Introductory Microeconomics Syllabus - BCIS (PU)

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Course Description

Course Objectives

This course is designed to reinforce and expand students’ understanding of the basic microeconomic theory. It aims to provide students with an introductory-level treatment of economic theory with emphasis on the technique besides the results. Besides, it helps the students to master the basic tools used by the prominent economists, and makes them able to apply these tools in a variety of contexts to set up and solve economic problems.

Course Description

The first three units of this course examine the two fundamental microeconomic topics, viz. the introduction to microeconomics, consumer theory and producer theory. Then the course focuses on market competition with the introduction of monopoly, oligopolistic and monopolistic competition. The major concentrations of this course are: supply and demand, consumer demand theory: preferences and choice, rationality assumptions, and budgetary constraints, producer theory: production and costs functions, market structure: perfect competition, monopoly, monopolistic competition, and oligopoly and distribution theory.

Course Outcomes

By the end of this course, students should be able to:

  • explain basic economic terminology (as e.g. opportunity costs, marginal utility, consumer’s equilibrium etc) in a comprehensive and intuitive way;
  • describe and justify the main assumptions behind simple economic models as e.g. the demand and supply model, the perfect competition model, the monopoly model, etc;
  • illustrate diagrammatically these models and perform policy experiments (e.g. introducing taxes);
  • derive numerically economic instruments and learn how to use them in practice (e.g. price elasticity, optimum commodity purchase, profit maximization, Lerner’s index etc.);
  • solve algebraically simple microeconomic models in order to determine the equilibrium economic variables, and reflect on the solutions with a critical mind;
  • use economic intuition to explain topical policy issues (e.g. why are housing taxes popular among economists?).

Unit Contents

Course Contents

Unit I: Introduction to Microeconomics : 6 hours

Introduction to Economic Theory: Problem of Scarcity, Introduction to Microeconomics and Macroeconomics, Function of Microeconomic Theory, Comparative Statics and Dynamics, Positive and Normative Economics, and Fundamental Principles of Economics.

Unit II: Theory of Consumer Behavior : 10 hours

Meaning and Concept of Demand, Meaning and Concept of Supply, Law of Demand and Supply, Shifts in Demand and Supply,  Price Elasticity of Demand, Income Elasticity, Cross Price Elasticity and Price Elasticity of Supply, Determinants of Elasticity, Uses and Importance of Elasticity. Cardinal Approach of Utility, Consumer Equilibrium, Ordinal Approach of Utility, Indifference Curve, Marginal Rate of Substitution, Budget Line, Consumer’s  Equilibrium, Application of Ordinal Analysis- Separation of Substitution and Income Effect from Price Effect for Normal, Inferior and Giffen Good.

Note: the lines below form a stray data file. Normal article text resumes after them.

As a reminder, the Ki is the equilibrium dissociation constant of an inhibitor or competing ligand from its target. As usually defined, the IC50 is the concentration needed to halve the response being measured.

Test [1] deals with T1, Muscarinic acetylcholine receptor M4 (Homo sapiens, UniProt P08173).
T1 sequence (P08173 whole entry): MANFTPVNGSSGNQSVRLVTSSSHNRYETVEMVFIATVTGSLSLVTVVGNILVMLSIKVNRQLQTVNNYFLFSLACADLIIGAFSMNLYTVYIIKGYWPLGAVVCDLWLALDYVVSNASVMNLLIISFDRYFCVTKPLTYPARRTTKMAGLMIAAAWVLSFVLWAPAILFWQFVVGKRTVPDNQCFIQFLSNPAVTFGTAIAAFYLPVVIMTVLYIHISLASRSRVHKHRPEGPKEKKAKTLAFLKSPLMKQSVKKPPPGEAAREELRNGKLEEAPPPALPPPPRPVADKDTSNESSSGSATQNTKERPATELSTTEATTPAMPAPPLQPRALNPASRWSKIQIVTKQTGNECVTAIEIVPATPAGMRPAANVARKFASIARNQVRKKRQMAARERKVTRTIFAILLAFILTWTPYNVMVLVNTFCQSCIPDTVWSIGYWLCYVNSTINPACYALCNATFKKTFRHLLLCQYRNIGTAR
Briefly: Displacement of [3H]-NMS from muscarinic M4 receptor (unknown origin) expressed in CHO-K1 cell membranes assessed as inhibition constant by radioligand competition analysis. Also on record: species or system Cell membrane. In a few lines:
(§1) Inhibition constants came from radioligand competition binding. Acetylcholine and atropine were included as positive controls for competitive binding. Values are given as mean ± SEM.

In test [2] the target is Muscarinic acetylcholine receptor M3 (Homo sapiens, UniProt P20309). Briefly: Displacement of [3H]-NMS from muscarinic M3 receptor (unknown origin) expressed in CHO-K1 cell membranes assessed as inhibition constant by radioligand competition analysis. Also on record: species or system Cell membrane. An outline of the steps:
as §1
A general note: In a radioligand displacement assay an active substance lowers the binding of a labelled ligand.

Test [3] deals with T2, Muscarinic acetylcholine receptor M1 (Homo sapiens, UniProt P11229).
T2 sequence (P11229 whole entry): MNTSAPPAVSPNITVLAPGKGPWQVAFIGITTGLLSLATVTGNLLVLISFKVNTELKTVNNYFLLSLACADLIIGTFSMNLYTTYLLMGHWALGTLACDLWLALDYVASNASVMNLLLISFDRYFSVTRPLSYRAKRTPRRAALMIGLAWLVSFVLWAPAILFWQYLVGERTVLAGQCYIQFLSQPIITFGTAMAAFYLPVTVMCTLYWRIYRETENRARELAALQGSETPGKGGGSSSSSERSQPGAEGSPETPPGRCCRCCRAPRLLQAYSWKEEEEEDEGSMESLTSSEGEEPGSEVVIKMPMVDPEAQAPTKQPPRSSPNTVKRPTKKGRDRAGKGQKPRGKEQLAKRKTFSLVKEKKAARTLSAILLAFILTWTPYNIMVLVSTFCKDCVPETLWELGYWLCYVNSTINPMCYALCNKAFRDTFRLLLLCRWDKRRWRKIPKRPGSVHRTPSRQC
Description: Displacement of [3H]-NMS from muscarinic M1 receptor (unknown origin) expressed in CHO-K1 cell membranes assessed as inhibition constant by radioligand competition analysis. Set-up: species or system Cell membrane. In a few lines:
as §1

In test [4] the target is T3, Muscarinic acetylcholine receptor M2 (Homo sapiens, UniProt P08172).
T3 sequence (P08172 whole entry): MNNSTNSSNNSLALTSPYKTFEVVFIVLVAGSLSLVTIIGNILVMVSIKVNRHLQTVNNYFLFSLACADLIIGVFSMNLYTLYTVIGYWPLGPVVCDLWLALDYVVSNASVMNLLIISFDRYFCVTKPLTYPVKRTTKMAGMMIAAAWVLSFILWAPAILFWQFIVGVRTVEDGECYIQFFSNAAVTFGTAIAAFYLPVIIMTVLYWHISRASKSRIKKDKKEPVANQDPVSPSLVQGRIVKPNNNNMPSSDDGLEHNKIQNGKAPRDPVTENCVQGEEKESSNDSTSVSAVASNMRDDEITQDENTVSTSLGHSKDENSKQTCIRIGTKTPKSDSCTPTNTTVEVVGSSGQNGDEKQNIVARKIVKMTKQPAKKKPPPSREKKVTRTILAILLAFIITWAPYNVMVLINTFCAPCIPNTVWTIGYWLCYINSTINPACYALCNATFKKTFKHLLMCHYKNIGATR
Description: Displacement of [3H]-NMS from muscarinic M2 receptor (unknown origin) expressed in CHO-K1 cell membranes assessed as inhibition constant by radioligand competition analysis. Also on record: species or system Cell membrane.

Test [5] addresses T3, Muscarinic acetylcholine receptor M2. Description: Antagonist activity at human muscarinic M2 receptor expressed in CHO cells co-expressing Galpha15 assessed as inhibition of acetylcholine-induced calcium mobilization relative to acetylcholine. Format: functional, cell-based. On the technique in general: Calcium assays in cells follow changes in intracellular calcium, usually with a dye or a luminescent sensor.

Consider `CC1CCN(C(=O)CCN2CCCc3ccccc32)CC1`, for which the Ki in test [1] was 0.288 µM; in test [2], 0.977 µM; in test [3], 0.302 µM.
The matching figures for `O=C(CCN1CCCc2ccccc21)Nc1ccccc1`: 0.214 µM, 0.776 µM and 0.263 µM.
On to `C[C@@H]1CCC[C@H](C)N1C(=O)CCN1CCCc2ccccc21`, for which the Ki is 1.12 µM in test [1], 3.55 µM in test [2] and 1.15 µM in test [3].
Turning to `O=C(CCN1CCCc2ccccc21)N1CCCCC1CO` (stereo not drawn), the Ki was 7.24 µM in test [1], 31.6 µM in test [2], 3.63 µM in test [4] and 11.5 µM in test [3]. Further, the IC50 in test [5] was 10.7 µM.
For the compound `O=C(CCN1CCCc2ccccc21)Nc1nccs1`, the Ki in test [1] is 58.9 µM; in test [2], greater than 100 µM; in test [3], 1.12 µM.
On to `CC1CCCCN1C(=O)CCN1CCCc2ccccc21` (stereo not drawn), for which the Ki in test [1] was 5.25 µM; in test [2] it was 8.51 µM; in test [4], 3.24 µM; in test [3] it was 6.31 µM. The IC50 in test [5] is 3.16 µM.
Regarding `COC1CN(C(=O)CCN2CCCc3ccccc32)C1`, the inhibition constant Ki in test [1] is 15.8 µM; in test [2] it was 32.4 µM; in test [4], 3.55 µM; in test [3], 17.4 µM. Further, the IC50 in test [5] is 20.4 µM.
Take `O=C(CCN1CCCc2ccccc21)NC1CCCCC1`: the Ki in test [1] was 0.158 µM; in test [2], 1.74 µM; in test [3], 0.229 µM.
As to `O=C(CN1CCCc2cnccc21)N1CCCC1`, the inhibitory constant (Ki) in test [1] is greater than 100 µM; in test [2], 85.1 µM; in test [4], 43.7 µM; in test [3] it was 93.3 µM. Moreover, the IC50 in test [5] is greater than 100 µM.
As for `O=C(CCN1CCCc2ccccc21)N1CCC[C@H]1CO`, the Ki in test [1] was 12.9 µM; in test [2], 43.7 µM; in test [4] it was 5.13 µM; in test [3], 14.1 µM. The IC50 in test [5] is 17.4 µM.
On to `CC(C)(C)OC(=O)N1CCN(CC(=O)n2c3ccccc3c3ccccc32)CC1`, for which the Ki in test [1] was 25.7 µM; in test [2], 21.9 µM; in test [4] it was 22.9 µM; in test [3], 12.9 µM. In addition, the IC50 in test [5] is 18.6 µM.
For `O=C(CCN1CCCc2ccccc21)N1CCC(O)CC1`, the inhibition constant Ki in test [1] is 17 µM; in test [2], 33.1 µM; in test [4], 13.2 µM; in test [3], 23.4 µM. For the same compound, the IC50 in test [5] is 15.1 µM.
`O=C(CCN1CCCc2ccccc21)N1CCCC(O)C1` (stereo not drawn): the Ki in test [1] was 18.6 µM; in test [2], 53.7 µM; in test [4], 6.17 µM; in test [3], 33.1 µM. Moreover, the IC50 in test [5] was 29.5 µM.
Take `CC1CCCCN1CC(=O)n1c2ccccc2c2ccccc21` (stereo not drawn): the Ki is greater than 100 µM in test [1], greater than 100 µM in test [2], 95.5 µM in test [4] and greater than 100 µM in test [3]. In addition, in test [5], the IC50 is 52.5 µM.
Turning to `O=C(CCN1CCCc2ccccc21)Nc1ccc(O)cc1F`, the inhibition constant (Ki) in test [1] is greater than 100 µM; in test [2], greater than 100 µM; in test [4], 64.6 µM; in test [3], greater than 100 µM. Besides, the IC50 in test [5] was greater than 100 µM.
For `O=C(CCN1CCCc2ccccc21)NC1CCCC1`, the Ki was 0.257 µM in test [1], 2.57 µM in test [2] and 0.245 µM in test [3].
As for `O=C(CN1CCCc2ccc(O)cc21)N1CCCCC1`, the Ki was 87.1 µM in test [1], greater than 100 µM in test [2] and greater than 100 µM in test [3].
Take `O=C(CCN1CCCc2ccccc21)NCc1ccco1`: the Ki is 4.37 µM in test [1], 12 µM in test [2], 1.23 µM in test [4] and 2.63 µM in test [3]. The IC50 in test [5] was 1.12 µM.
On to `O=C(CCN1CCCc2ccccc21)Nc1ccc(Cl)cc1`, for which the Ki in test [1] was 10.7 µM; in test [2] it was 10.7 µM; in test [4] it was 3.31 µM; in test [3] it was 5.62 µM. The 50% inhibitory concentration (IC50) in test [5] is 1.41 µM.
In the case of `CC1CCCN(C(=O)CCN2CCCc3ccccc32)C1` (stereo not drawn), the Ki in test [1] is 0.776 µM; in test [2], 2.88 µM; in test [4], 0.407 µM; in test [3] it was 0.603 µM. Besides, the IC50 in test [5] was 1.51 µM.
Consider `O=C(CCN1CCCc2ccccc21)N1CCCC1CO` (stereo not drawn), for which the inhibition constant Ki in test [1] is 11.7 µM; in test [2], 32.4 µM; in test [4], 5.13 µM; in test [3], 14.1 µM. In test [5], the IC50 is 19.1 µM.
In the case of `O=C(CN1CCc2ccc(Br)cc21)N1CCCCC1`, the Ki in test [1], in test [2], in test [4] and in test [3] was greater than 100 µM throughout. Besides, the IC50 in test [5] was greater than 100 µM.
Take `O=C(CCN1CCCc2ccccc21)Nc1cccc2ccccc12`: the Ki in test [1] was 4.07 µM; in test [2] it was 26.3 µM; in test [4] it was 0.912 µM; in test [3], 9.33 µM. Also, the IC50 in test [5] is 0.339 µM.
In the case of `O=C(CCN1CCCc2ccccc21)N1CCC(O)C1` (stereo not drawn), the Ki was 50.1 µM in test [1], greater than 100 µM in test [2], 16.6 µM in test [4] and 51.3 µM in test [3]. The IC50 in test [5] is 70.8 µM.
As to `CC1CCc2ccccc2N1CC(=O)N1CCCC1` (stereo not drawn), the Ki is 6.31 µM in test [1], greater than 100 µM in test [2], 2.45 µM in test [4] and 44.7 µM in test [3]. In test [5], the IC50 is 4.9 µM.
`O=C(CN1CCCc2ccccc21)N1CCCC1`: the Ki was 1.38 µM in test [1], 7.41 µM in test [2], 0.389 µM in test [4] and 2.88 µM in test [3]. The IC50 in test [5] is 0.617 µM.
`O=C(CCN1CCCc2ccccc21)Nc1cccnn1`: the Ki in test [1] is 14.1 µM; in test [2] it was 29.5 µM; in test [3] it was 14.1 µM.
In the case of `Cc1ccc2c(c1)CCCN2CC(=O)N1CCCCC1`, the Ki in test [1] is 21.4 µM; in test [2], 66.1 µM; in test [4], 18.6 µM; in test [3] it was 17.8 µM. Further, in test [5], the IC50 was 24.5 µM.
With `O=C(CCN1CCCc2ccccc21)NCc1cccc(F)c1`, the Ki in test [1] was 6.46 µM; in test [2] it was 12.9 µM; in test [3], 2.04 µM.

Unit III: Production and Cost : 8 hours

Short Run and Long Run Production Functions: Law of Variable Proportions, Law of Returns; Optimal Input Combination; Classification of Costs; Short Run and Long Run Cost Curves and Interrelationships. Economies of Scale: Internal and External. Revenue Curves: Optimum Size of the Firm, Factors Affecting the Optimum Size.

Unit IV: Market Structures and Pricing : 8 hours

Equilibrium of the Firm and Industry: Perfect Competition, Monopoly, Monopolistic Competition, Monopoly Power, Discriminating Monopoly, Aspects of Non‐price Competition; Meaning of an Oligopolistic Behavior.

Unit V: Theory of Distribution : 8 hours

Input Price and Employment under Perfect Competition and Imperfect Competition.  Demand and Supply Curve of a Firm for an Input. Input Pricing under Bilateral Monopoly. Concepts of Wage Differential, Minimum Wage and Brain Drain.

Text and Reference Books

Basic Texts

  1. Mankiw, N. G. Principles of Microeconomics, Dryden Press, Harcourt Brace College Publishers.
  2. Salvatore, D. Theory and Problems of Microeconomics theory, Schaum's Outline Series. New Delhi: McGraw-Hill, Inc.


  1. Salvatore, D. Principles of Microeconomics. New Delhi: Oxford University Press.
  2. Koutsoyiannis, A. Modern Microeconomics. London: Macmillan Education Ltd.
  3. Dwivedi, D. N. Principles of Microeconomics. New Delhi: Pearson Education in South Asia.
  4. Cowell, F. A. Microeconomics Principles and Analysis. New Delhi: Oxford University Press.
  5. Watson, D. S. & Getz, M. Price Theory and Its Uses. New Delhi: AITBS Publishers and Distributors.
Download Syllabus
  • Short Name ECO
  • Course code ECO 101
  • Semester First Semester
  • Full Marks 100
  • Pass Marks 45
  • Credit 3 hrs
  • Elective/Compulsary Compulsary